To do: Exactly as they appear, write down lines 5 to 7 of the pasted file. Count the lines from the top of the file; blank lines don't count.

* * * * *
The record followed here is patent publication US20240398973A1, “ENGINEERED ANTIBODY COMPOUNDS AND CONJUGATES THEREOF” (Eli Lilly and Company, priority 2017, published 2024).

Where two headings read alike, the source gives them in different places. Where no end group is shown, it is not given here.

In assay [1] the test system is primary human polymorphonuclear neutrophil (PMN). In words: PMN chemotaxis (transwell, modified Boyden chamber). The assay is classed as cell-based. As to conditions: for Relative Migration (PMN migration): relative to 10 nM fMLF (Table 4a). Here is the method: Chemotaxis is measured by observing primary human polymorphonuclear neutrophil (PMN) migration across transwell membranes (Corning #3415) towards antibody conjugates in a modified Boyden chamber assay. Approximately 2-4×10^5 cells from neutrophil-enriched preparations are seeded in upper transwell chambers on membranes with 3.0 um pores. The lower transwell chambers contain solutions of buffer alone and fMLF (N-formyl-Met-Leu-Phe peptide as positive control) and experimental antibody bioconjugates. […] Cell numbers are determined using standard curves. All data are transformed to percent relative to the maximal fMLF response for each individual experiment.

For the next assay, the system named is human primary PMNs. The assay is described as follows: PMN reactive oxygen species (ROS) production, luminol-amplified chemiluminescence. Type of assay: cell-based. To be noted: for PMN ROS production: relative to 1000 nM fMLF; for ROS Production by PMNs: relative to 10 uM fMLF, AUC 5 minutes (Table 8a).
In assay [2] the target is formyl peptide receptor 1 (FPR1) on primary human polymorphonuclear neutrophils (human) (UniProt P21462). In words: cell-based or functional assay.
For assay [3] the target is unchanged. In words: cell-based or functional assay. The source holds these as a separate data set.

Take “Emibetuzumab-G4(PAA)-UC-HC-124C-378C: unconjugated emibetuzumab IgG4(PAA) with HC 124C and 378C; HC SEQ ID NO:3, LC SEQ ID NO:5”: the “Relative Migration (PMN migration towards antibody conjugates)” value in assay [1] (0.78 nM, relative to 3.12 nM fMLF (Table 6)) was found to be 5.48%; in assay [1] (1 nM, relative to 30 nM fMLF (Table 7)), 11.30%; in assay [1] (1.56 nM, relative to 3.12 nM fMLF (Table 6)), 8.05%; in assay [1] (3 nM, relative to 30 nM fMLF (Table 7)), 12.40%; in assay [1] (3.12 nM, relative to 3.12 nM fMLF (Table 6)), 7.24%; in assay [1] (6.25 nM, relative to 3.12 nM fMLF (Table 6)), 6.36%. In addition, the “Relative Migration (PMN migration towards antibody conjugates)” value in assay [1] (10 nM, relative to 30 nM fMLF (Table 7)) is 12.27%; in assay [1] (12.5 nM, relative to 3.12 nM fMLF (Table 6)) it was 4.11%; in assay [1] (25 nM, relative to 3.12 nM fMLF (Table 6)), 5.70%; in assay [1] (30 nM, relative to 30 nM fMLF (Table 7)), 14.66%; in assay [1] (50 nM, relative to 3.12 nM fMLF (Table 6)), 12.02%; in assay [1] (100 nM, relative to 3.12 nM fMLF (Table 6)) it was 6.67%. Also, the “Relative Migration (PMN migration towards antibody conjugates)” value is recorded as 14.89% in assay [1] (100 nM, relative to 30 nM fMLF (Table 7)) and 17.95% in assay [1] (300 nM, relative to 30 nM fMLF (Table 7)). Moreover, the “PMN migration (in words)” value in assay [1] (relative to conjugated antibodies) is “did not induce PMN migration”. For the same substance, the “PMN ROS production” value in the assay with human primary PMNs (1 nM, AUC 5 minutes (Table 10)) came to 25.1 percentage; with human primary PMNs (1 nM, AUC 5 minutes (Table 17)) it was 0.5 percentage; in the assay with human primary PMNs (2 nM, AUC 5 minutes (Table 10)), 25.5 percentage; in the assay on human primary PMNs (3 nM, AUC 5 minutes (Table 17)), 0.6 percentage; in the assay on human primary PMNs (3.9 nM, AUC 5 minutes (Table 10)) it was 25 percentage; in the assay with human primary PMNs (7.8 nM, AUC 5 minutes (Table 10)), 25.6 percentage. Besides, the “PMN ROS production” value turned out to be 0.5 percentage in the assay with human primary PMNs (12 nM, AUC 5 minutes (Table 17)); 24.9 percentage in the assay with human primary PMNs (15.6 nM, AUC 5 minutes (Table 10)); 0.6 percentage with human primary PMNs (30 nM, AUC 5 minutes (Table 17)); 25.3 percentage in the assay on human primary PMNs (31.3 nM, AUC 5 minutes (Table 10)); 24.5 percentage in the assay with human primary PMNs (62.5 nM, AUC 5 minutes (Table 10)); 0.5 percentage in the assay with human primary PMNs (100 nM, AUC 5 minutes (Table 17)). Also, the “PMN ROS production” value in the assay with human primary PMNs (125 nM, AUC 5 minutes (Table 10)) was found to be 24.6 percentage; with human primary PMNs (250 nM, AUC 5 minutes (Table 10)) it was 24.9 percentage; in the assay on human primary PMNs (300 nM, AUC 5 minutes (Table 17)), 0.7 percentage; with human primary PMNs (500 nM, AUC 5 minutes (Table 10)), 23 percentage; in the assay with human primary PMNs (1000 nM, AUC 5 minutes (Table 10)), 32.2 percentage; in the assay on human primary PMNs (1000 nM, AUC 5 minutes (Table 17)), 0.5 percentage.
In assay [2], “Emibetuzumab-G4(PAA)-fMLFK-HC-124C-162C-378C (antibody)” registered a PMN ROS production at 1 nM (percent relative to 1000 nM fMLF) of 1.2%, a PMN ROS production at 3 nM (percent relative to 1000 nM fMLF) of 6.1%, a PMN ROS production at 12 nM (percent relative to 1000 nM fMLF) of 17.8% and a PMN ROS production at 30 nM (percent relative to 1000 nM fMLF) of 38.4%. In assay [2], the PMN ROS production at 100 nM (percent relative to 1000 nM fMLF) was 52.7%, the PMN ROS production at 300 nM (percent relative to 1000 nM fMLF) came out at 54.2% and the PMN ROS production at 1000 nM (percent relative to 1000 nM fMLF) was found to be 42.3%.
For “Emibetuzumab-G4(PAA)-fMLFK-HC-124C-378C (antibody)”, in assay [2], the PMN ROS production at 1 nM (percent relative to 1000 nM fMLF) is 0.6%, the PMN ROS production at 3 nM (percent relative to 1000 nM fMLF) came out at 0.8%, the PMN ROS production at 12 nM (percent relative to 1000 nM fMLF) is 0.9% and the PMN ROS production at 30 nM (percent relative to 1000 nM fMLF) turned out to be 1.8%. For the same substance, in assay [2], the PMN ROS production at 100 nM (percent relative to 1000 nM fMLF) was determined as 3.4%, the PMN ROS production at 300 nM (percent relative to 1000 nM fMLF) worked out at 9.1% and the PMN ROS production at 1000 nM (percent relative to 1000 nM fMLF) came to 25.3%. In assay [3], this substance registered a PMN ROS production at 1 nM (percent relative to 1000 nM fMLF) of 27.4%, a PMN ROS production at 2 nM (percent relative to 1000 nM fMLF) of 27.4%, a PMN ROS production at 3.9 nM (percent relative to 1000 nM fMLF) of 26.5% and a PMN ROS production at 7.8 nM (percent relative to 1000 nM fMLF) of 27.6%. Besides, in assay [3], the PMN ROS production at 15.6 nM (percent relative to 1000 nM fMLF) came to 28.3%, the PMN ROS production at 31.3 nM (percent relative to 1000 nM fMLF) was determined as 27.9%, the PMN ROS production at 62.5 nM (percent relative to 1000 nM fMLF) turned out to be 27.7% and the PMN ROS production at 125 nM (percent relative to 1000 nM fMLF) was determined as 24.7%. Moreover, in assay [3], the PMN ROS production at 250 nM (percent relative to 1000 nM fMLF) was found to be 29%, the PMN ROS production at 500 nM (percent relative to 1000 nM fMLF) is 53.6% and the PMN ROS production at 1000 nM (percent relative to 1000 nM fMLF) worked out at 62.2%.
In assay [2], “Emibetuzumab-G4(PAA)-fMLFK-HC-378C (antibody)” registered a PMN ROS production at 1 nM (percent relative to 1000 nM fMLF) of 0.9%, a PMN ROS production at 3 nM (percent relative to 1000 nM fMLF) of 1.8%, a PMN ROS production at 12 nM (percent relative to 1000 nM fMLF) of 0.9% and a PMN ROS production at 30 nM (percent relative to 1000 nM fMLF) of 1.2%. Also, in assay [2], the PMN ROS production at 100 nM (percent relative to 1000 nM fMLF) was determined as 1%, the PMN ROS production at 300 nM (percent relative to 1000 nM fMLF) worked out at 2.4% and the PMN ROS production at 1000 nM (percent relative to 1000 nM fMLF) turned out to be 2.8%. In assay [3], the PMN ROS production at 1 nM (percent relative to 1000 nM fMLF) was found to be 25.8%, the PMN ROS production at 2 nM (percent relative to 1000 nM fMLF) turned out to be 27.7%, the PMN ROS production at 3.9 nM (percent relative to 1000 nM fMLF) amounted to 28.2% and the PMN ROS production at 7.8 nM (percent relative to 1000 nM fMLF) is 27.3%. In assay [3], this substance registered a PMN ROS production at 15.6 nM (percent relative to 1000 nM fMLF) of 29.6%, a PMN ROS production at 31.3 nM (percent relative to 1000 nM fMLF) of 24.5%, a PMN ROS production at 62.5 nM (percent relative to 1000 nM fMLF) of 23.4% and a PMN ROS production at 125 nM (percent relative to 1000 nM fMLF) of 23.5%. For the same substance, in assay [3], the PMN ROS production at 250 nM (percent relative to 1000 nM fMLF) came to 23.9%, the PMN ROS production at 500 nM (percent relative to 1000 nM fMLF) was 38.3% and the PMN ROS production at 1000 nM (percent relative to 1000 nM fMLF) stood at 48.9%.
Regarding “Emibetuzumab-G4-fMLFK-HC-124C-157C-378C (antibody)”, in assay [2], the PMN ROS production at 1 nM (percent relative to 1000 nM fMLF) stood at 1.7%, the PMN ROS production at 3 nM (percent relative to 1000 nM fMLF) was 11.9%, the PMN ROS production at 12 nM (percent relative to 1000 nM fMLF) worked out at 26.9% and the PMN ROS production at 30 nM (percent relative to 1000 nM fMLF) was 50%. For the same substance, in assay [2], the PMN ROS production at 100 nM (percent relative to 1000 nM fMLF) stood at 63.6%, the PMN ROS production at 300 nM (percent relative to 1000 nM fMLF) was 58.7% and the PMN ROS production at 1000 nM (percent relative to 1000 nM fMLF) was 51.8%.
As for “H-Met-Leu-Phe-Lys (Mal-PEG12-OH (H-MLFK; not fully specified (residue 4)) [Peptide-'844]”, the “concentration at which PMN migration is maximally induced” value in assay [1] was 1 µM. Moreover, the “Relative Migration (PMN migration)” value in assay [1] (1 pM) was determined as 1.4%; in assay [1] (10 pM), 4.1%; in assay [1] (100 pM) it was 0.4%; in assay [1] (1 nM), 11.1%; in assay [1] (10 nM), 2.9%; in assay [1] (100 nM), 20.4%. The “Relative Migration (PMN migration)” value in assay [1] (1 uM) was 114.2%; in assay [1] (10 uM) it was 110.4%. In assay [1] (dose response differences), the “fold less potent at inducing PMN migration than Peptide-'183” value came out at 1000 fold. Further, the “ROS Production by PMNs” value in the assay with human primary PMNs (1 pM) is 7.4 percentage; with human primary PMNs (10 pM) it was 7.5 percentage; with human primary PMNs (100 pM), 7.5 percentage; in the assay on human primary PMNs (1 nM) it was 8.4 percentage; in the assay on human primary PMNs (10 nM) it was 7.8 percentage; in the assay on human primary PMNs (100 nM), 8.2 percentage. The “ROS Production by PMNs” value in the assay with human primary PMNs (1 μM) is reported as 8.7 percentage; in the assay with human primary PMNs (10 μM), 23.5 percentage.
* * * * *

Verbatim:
In assay [2] the target is formyl peptide receptor 1 (FPR1) on primary human polymorphonuclear neutrophils (human) (UniProt P21462). In words: cell-based or functional assay.
For assay [3] the target is unchanged. In words: cell-based or functional assay. The source holds these as a separate data set.

Take “Emibetuzumab-G4(PAA)-UC-HC-124C-378C: unconjugated emibetuzumab IgG4(PAA) with HC 124C and 378C; HC SEQ ID NO:3, LC SEQ ID NO:5”: the “Relative Migration (PMN migration towards antibody conjugates)” value in assay [1] (0.78 nM, relative to 3.12 nM fMLF (Table 6)) was found to be 5.48%; in assay [1] (1 nM, relative to 30 nM fMLF (Table 7)), 11.30%; in assay [1] (1.56 nM, relative to 3.12 nM fMLF (Table 6)), 8.05%; in assay [1] (3 nM, relative to 30 nM fMLF (Table 7)), 12.40%; in assay [1] (3.12 nM, relative to 3.12 nM fMLF (Table 6)), 7.24%; in assay [1] (6.25 nM, relative to 3.12 nM fMLF (Table 6)), 6.36%. In addition, the “Relative Migration (PMN migration towards antibody conjugates)” value in assay [1] (10 nM, relative to 30 nM fMLF (Table 7)) is 12.27%; in assay [1] (12.5 nM, relative to 3.12 nM fMLF (Table 6)) it was 4.11%; in assay [1] (25 nM, relative to 3.12 nM fMLF (Table 6)), 5.70%; in assay [1] (30 nM, relative to 30 nM fMLF (Table 7)), 14.66%; in assay [1] (50 nM, relative to 3.12 nM fMLF (Table 6)), 12.02%; in assay [1] (100 nM, relative to 3.12 nM fMLF (Table 6)) it was 6.67%. Also, the “Relative Migration (PMN migration towards antibody conjugates)” value is recorded as 14.89% in assay [1] (100 nM, relative to 30 nM fMLF (Table 7)) and 17.95% in assay [1] (300 nM, relative to 30 nM fMLF (Table 7)). Moreover, the “PMN migration (in words)” value in assay [1] (relative to conjugated antibodies) is “did not induce PMN migration”. For the same substance, the “PMN ROS production” value in the assay with human primary PMNs (1 nM, AUC 5 minutes (Table 10)) came to 25.1 percentage; with human primary PMNs (1 nM, AUC 5 minutes (Table 17)) it was 0.5 percentage; in the assay with human primary PMNs (2 nM, AUC 5 minutes (Table 10)), 25.5 percentage; in the assay on human primary PMNs (3 nM, AUC 5 minutes (Table 17)), 0.6 percentage; in the assay on human primary PMNs (3.9 nM, AUC 5 minutes (Table 10)) it was 25 percentage; in the assay with human primary PMNs (7.8 nM, AUC 5 minutes (Table 10)), 25.6 percentage. Besides, the “PMN ROS production” value turned out to be 0.5 percentage in the assay with human primary PMNs (12 nM, AUC 5 minutes (Table 17)); 24.9 percentage in the assay with human primary PMNs (15.6 nM, AUC 5 minutes (Table 10)); 0.6 percentage with human primary PMNs (30 nM, AUC 5 minutes (Table 17)); 25.3 percentage in the assay on human primary PMNs (31.3 nM, AUC 5 minutes (Table 10)); 24.5 percentage in the assay with human primary PMNs (62.5 nM, AUC 5 minutes (Table 10)); 0.5 percentage in the assay with human primary PMNs (100 nM, AUC 5 minutes (Table 17)). Also, the “PMN ROS production” value in the assay with human primary PMNs (125 nM, AUC 5 minutes (Table 10)) was found to be 24.6 percentage; with human primary PMNs (250 nM, AUC 5 minutes (Table 10)) it was 24.9 percentage; in the assay on human primary PMNs (300 nM, AUC 5 minutes (Table 17)), 0.7 percentage; with human primary PMNs (500 nM, AUC 5 minutes (Table 10)), 23 percentage; in the assay with human primary PMNs (1000 nM, AUC 5 minutes (Table 10)), 32.2 percentage; in the assay on human primary PMNs (1000 nM, AUC 5 minutes (Table 17)), 0.5 percentage.